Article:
A “first of its kind” study in Ontario has shown that an appointment-based model (ABM) in pharmacy practice increases the likelihood of adherence to chronic medications and is convenient for patients.
With funding from the Canadian Foundation for Pharmacy’s Innovation Fund, researchers at the Leslie Dan Faculty of Pharmacy, University of Toronto, conducted a retrospective, pre-post study of 131 patients enrolled in the ABM program at three pharmacies within the Whole Health Pharmacy Partners banner. Researchers analysed 15 months of the patients’ refill data, from September 19, 2017 and December 18, 2018, for three medications—antihypertensives, oral antihyperglycemics and statins.
The patients were taking 5.1 medications on average and more than half (55.7%) were taking five or more medications. They were evenly split between males (48.9%) and females (51.1%) and the mean age was 70.8 years.
The research paper by Qiqi Lin et al., “Implementation of the appointment-based model in community pharmacies: An analysis of refills and adherence,” was published online by Research in Social and Administrative Pharmacy in May 2023.
The ABM has two main components:
- Medication synchronization, which aligns all refill due dates to enable patients to pick up all medications at once and at predetermined time intervals. It also eliminates the need for patients to call in for refills.
- A scheduled appointment on the day of pick-up, providing patients the opportunity for one-on-one counselling from the pharmacist and providing pharmacists the time to perform a holistic review of the medications profile and proactively address potential issues.
The study originally sought to quantify the ABM’s impact on adherence, using the common measure of proportion of days covered (PDC). However, participating patients already had high baseline adherence from usual care. The PDC for all three medications was already more than 95%, well above the 80% threshold that’s considered an indicator of adherence. As a result, the ABM program did not have clinically significant effect on adherence. That said, the PDC for statins increased from an already impressive 95.3% to 97.8% after six months and 99.2% after 12 months.
The study also compared the number of distinct refill dates and number of refills. Patients benefited from a significant reduction in refill dates, decreasing from 6.8 times during the six months before implementation of the ABM program to 4.9 during the six months after implementation. Over a 12-month period pre- and post-implementation, the distinct refill dates decreased from 12.9 to 7.0.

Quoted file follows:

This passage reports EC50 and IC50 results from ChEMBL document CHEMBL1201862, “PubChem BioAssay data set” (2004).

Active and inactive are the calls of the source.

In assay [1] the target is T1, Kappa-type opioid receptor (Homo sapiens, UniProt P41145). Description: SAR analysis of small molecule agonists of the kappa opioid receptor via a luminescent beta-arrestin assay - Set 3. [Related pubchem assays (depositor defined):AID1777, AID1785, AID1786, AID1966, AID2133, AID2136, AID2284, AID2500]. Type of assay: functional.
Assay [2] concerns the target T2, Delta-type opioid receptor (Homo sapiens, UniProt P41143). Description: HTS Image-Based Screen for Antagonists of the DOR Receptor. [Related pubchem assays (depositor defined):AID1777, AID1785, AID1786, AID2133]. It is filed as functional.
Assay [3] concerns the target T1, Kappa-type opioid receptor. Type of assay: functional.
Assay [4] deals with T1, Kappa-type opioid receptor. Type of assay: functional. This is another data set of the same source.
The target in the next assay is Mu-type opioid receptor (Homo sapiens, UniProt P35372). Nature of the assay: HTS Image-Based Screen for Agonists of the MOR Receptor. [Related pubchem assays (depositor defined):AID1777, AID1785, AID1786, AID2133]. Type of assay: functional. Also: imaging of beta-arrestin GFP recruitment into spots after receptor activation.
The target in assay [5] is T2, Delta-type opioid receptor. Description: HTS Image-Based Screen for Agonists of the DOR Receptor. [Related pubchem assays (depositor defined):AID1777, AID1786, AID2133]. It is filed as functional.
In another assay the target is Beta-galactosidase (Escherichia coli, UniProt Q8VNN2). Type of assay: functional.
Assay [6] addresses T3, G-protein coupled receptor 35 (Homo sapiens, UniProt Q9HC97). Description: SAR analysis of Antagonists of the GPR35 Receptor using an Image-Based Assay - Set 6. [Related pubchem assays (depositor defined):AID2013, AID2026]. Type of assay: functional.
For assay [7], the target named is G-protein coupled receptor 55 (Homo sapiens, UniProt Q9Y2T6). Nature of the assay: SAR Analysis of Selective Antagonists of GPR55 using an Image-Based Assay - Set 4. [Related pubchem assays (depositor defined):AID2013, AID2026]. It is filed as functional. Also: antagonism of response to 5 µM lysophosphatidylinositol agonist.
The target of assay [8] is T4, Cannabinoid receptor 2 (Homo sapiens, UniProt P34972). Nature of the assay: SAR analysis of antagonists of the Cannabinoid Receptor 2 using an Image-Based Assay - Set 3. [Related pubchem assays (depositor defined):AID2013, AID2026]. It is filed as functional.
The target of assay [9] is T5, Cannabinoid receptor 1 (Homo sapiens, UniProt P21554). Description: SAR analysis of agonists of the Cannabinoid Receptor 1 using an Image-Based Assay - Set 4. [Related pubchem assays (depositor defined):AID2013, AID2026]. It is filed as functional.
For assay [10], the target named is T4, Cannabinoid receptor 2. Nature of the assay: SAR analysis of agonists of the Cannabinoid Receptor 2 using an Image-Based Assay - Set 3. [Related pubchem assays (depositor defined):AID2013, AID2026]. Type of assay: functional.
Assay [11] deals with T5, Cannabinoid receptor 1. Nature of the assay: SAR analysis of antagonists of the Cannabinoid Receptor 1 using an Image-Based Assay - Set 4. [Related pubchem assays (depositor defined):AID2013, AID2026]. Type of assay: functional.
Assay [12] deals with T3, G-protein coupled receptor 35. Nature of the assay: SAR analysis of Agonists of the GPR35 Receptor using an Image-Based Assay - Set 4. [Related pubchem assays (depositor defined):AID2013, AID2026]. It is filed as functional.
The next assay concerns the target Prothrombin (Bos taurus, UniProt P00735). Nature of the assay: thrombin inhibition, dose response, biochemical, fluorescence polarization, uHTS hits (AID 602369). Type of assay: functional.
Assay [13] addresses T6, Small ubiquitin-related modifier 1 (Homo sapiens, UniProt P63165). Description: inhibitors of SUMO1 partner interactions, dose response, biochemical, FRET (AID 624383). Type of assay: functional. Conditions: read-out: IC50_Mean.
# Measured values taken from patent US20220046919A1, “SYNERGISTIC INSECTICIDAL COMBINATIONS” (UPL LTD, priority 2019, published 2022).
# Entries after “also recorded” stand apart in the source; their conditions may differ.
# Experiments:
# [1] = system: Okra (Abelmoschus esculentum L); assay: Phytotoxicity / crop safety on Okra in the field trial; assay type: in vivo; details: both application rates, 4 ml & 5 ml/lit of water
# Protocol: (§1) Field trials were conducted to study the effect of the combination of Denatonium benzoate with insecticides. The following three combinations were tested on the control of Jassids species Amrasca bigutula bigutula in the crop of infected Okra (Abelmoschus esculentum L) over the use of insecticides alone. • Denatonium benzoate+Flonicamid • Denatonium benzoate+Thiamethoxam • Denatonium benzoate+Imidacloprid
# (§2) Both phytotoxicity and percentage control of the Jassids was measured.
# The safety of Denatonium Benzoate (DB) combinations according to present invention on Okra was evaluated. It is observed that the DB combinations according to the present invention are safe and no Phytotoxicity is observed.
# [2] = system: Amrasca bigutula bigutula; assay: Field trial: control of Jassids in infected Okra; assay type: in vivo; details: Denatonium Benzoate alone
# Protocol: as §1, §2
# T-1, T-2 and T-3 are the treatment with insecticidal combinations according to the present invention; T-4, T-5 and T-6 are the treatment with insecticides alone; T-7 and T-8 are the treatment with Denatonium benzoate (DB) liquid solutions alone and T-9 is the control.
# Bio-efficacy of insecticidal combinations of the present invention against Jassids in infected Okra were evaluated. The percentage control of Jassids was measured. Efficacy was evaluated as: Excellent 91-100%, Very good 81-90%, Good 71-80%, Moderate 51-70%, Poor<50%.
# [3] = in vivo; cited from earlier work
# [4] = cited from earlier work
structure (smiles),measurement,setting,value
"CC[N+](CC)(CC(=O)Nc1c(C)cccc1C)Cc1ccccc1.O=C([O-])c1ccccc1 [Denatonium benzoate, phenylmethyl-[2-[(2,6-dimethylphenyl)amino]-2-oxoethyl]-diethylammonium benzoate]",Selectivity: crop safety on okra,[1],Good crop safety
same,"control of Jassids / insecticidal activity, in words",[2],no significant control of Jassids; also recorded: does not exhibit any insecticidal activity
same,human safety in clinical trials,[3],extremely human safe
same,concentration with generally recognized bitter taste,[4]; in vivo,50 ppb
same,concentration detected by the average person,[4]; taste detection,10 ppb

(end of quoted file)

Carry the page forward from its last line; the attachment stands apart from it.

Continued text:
Meanwhile, the number of refills increased during the six months pre- and post-implementation, from 11.9 to 13.3. The difference over 12 months was nonsignificant (from 22.0 to 20.1).
Aside from the results on adherence due to the unusually high baseline PDC, the findings are consistent with other studies on the impact of the ABM. From the perspective of patients and caregivers, the upshot is that they made at least two fewer trips to the pharmacy during a six-month period and five fewer trips over 12 months.
“This can make accessing important medications easier, circumventing the risk of nonadherence due to access issues an inconvenience. In addition, for some patients, fewer trips to the pharmacy not only saves money but also transportation-related costs,” noted the study authors.
The authors also suggested that the ABM has “enormous potential to incorporate virtual approaches to medication care to meet the needs of high-risk patients and those who are unable to visit a pharmacy in person.” While the impact on pharmacy workflow was outside the scope of the research, the authors noted: “The predictable workflow facilitated by the ABM may help pharmacists better manage inventory, personnel, and delivery costs, as well as create increased opportunities for scheduled billable services that could both offer a benefit to patients and increase revenue for the pharmacy.”